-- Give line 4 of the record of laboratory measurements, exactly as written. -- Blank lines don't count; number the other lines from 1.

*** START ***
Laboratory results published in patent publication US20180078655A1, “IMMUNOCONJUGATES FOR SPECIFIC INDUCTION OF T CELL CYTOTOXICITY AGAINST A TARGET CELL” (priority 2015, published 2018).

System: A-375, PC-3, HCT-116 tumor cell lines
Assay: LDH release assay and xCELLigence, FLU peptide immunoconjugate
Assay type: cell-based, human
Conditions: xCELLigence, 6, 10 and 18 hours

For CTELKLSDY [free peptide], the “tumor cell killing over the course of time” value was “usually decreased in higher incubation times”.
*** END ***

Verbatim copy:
Assay type: cell-based, human